Reading Rhythmic Diaspora’s post a day or two ago brought about thoughts on the subject of ‘intelligence’ and having been involved in discussing a couple of sticky subjects like ‘religion’, ‘profanity’ and ‘values’ in this space during the past few days, it occurred to me that maybe I could add a few thoughts on this as well. Tricky shit, I know – but what the hell!

Beginning with the conventional definition, Wikipedia reports that: “…at least two major “consensus” definitions of intelligence have been proposed. First, from Intelligence: Knowns and Unknowns, a report of a task force convened by the American Psychological Association in 1995:

Individuals differ from one another in their ability to understand complex ideas, to adapt effectively to the environment, to learn from experience, to engage in various forms of reasoning, to overcome obstacles by taking thought. Although these individual differences can be substantial, they are never entirely consistent: a given person’s intellectual performance will vary on different occasions, in different domains, as judged by different criteria. Concepts of “intelligence” are attempts to clarify and organize this complex set of phenomena. Although considerable clarity has been achieved in some areas, no such conceptualization has yet answered all the important questions and none commands universal assent. Indeed, when two dozen prominent theorists were recently asked to define intelligence, they gave two dozen somewhat different definitions.

A second definition of intelligence comes from “Mainstream Science on Intelligence”, which was signed by 52 intelligence researchers in 1994:

A very general mental capability that, among other things, involves the ability to reason, plan, solve problems, think abstractly, comprehend complex ideas, learn quickly and learn from experience. It is not merely book learning, a narrow academic skill, or test-taking smarts. Rather, it reflects a broader and deeper capability for comprehending our surroundings—”catching on”, “making sense” of things, or “figuring out” what to do.”

Okay, that part being out of the way, let’s get to the commonly used measuring device for ‘intelligence’ or IQ tests. In my view, IQ tests do not measure what I would consider to be true ‘intelligence’, as these tests are usually culturally biased and oh so limited in their scope, so I’ll not waste time on that.

Stephen Jay Gould, who I have long admired for his variety of uncomplicated papers on evolution and ethology, was an evolutionary biologist (among other facets to his scientific makeup) and a well known critic of ‘intelligence theory’, made the following claims about ‘intelligence’: Intelligence is not measurable. Intelligence is not innate. Intelligence is only partly heritable, and what is inherited is mutable. Intelligence cannot be captured in a single number.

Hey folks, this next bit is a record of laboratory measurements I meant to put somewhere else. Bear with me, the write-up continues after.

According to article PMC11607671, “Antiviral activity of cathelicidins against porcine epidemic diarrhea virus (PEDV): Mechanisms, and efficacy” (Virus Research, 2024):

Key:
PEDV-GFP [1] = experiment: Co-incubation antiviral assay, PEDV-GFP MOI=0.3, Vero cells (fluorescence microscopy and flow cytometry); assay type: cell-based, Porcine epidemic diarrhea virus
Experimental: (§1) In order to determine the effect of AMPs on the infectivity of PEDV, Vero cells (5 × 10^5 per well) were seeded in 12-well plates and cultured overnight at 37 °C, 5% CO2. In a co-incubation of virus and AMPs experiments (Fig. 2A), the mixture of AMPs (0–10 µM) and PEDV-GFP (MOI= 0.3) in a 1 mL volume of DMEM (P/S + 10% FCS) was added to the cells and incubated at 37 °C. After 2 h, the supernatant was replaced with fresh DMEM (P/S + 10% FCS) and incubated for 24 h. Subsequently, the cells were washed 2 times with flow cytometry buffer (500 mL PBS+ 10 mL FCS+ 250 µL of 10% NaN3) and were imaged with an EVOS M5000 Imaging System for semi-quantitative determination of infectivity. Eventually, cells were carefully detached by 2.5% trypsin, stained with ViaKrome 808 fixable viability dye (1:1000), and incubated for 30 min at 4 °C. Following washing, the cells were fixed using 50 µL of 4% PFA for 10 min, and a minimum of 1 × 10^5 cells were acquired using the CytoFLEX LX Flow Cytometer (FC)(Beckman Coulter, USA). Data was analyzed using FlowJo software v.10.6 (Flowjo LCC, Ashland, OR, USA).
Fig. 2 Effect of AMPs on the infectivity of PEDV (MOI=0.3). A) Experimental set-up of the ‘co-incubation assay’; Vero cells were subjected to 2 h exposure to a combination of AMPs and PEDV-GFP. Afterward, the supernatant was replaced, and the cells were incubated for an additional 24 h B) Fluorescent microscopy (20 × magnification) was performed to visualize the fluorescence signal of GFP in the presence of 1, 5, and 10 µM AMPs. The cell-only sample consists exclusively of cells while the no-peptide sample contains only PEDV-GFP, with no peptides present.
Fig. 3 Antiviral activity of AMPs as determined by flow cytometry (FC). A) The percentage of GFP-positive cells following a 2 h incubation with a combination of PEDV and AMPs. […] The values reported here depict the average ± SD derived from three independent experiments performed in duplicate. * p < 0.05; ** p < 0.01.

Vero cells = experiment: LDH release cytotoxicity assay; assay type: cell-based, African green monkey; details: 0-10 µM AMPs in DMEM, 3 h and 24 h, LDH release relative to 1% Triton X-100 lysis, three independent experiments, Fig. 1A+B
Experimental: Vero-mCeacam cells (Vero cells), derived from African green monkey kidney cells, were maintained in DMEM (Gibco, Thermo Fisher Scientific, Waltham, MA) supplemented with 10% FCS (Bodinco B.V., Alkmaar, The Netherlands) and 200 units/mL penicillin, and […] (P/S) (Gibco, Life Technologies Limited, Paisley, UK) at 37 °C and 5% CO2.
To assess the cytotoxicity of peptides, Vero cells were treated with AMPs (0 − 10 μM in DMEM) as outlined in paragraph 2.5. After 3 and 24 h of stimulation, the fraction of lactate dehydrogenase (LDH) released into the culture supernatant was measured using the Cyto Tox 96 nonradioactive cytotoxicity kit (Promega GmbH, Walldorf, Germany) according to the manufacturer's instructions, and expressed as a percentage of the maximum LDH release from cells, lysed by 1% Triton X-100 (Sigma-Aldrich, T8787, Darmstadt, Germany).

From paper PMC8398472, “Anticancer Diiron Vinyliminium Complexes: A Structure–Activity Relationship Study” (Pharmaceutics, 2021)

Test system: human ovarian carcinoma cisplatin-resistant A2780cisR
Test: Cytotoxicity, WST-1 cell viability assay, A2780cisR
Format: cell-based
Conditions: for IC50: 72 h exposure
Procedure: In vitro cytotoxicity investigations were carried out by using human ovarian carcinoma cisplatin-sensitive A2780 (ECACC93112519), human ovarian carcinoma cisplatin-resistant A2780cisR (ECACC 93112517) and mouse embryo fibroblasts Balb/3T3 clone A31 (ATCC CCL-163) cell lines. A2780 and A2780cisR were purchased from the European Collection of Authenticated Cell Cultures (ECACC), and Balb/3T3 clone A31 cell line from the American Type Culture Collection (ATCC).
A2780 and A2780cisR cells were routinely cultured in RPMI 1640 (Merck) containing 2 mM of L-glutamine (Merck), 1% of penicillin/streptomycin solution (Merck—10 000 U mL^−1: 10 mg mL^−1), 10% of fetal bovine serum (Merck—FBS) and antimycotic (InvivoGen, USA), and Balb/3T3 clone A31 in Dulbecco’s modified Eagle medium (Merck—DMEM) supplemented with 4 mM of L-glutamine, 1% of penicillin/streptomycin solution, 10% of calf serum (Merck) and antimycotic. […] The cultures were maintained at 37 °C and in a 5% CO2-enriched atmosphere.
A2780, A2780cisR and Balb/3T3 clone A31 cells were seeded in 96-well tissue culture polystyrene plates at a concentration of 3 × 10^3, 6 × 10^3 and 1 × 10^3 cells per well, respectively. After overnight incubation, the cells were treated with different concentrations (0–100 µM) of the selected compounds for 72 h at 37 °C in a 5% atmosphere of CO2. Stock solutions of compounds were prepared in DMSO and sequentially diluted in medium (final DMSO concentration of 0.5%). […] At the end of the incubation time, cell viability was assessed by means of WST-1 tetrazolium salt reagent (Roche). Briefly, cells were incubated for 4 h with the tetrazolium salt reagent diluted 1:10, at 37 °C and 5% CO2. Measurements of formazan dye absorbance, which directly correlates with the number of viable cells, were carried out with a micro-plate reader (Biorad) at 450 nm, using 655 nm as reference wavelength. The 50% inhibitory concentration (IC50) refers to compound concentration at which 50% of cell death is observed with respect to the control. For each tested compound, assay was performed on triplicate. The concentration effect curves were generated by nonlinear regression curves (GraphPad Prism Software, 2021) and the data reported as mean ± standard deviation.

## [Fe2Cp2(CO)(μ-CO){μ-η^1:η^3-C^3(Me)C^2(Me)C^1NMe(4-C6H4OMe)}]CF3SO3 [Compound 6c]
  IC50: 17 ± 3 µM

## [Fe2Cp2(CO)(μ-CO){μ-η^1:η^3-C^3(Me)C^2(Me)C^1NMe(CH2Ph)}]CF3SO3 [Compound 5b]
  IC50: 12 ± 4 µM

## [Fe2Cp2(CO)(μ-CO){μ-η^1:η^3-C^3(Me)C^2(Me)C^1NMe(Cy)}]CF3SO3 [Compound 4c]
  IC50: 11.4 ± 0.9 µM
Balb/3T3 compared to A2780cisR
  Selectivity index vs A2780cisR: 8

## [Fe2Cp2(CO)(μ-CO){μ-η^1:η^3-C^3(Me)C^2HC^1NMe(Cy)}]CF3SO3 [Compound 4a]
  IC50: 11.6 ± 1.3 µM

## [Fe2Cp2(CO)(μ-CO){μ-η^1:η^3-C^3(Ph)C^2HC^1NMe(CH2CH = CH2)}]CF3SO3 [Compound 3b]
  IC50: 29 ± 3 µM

Other ‘experts’ have posited other theories. Howard Gardener’s ‘Multiple Intelligence’ theory broke ‘intelligence’ down to around eight different components, Robert Sternberg’s ‘Triarchic’ theory proposed three fundamental aspects and suggests the need for balance between the ‘analytic’, the ‘creative’ and the ‘practical’ forms of intelligence. Daniel Golman and others developed the concept of ‘emotional intelligence’.

All well and good, but conflicting views and no consensus, or ‘unified field’ if you will. However, for me, it is Krishnamurthi’s view on ‘intelligence’ that makes the most sense and is how I personally apply the concept with regard to my day to day existence.

In Krishnamurthi’s view, “…Intelligence is not personal, is not the outcome of argument, belief, opinion or reason. Intelligence comes into being when the brain discovers its fallibility, when it discovers what it is capable of, and what it is not…. When (thought) sees that it is incapable of discovering something new, that very perception is the seed of intelligence, isn’t it? That is intelligence …The discovery of that is intelligence. ..Thought is of time, intelligence is not of time. Intelligence is immeasurable… Intelligence comes into being when the mind, the heart and the body are really harmonious… Now what is the relationship of intelligence with this new dimension?…..The different dimension can only operate through intelligence: if there is not that intelligence it cannot operate. So in daily life it can only operate where intelligence is functioning ...”

If you can ‘see’ what Krishnamurthi means in his brief exposition of what he considers ‘intelligence’ and it makes sense to you, I assure you that it will make all sorts of conflicting ideas fade out and make analysis within the inner spaces free of the dross and garbage.

But this is only a personal view and, like everything else in this life, is conditioned and impermanent.